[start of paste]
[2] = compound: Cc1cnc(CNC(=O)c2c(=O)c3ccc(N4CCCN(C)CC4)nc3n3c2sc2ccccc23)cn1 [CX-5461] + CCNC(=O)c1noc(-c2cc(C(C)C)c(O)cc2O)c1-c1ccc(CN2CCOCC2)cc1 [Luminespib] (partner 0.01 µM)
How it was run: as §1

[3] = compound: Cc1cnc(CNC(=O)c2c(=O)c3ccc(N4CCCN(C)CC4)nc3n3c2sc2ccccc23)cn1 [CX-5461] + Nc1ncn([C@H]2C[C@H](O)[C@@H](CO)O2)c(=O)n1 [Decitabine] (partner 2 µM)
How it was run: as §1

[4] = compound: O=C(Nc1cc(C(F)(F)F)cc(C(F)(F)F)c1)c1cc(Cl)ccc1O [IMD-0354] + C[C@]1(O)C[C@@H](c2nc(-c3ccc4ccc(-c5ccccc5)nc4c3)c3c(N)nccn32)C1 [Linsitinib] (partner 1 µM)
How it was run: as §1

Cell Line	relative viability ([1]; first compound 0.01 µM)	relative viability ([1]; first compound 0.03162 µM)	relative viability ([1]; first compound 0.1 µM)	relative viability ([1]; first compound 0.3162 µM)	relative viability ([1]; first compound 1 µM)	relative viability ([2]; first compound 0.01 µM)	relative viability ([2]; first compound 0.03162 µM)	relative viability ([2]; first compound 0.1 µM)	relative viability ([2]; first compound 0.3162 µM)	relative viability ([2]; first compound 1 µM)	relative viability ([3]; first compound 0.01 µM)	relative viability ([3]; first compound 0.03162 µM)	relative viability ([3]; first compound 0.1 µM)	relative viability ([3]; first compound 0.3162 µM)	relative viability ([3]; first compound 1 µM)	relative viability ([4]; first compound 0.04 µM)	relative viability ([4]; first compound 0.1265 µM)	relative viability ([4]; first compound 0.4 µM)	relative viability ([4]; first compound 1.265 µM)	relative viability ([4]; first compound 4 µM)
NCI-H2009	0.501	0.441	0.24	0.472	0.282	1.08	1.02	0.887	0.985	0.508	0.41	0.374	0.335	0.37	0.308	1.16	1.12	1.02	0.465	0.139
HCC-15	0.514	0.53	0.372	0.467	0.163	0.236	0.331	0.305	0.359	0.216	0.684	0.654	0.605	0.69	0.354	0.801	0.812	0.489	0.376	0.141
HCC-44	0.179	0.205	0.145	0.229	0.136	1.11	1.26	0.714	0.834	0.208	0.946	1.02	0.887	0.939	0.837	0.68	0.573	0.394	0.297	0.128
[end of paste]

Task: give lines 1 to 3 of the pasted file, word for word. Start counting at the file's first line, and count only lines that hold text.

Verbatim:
[2] = compound: Cc1cnc(CNC(=O)c2c(=O)c3ccc(N4CCCN(C)CC4)nc3n3c2sc2ccccc23)cn1 [CX-5461] + CCNC(=O)c1noc(-c2cc(C(C)C)c(O)cc2O)c1-c1ccc(CN2CCOCC2)cc1 [Luminespib] (partner 0.01 µM)
How it was run: as §1

[3] = compound: Cc1cnc(CNC(=O)c2c(=O)c3ccc(N4CCCN(C)CC4)nc3n3c2sc2ccccc23)cn1 [CX-5461] + Nc1ncn([C@H]2C[C@H](O)[C@@H](CO)O2)c(=O)n1 [Decitabine] (partner 2 µM)